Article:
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Engage with Streaming Services to Better Engage Your Fans

Engage with streaming services: playlistingAs more and more of our clients here at The Orchard see streaming services generating a major share of their revenue, a blog post about marketing your releases on streaming services seems pertinent.

À-la-carte download stores do not always have the discovery dimension that full-length streaming functionality offers, and the structure of the store is very much built around a lead homepage and a few editorial pages. Marketing your releases on such a service is therefore highly dependent on the relationship you’ve built with the editor and the quality of your pitch.

With streaming services who boast about 20 million tracks open to for users to browse and listen to, the game has somewhat changed. Other than Beats who position themselves slightly differently, a lot of these services make heavy use of algorithms to populate their recommendations or browse sections, limiting editorial placement so far.

To help increase your visibility despite these restrictions, here are a few guidelines on what you can do to market your content on streaming services:

Less is more (isn’t it always?)
It’s more effective to make fewer playlists containing a limited number of tracks (10-15) and keep them updated regularly. Every time you update your playlist, your followers receive a notification.

Keep an eye on what’s trending
Consider including tracks that are popular at the time into your playlist in order to increase your chances of gaining more followers. Your playlists don’t necessarily have to include releases from your catalogue only.

Weave your own web
Good ideas for artist playlists are themes such as what they listen to before going on stage or what they listened to while writing their album. These playlists also offer a great opportunity for artists from a same label to include each other.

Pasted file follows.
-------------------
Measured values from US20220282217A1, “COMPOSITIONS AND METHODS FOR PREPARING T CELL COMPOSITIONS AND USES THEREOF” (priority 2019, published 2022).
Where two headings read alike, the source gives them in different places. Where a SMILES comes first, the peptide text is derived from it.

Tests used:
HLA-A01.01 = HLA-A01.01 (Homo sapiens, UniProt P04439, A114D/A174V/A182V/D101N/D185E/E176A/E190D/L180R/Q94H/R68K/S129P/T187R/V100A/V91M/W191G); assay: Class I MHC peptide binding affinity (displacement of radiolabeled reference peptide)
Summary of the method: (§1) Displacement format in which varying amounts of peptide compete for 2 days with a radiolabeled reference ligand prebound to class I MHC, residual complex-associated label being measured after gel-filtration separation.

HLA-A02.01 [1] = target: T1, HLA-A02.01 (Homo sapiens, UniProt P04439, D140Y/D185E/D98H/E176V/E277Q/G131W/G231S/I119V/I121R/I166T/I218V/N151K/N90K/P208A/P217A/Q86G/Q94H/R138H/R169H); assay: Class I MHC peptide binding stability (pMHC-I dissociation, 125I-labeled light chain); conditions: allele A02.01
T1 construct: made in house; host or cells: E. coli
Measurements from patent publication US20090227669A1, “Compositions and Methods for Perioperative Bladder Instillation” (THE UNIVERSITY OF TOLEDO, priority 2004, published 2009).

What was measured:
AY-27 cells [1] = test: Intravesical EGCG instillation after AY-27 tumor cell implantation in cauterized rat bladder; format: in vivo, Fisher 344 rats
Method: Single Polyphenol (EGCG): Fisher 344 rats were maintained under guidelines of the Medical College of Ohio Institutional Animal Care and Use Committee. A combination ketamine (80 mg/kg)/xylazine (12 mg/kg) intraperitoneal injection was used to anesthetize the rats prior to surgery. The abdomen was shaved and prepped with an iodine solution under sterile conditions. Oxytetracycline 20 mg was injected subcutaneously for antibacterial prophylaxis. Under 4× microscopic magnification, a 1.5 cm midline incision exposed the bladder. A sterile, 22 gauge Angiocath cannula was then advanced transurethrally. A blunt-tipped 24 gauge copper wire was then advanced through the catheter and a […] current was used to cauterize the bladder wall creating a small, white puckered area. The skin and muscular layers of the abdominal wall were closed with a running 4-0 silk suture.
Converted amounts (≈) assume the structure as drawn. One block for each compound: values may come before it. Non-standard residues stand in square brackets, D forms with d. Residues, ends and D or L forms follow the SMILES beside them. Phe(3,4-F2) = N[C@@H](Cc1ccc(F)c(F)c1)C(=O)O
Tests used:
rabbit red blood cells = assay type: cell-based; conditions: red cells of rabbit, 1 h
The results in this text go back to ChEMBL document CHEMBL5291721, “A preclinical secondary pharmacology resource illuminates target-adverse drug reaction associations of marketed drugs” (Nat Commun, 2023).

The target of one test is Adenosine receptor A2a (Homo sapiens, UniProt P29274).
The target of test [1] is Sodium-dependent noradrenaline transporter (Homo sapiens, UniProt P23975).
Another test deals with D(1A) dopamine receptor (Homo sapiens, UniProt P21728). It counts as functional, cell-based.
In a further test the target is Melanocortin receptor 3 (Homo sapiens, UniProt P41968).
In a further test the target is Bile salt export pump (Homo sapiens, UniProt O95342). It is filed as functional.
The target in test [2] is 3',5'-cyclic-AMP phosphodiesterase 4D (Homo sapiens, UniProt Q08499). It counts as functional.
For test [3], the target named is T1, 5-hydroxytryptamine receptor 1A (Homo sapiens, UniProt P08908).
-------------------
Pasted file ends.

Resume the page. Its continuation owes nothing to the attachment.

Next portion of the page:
As a label,  you can take advantage of a large catalogue by creating playlists around  one of your strongest genres.

Be active on the service, even when you don’t have a recent release
No matter what stage you’re in in producing a new record, it is important that you not wait until said release is coming out to start engaging with streaming platforms. On a service like Spotify, you want to build a base of followers before the release comes out, so that when it finally does, all your followers get a notification about it.

In a nutshell, you want to keep your profile exciting. If you need ideas or additional best practices, keep an eye for service-specific resources, like Spotify for Artists, and follow our updates on The Daily Rind.

Stream Our Texas-Sized SXSW 2014 Music Sampler

sxsw_texas-sized-samplerIt’s hard to believe, especially given the seemingly inexhaustible supply of cold and snow heaped on us here on the East Coast this winter, but SXSW is once again right around the corner. To that I say YEE FREAKING HAW! Goodbye twenty degree weather and the possibility of snow flurries. Hello to the relative certainty of warmer temps and the inevitability of good BBQ, breakfast tacos, margaritas, cold beer, and more great music than you can shake a stick at.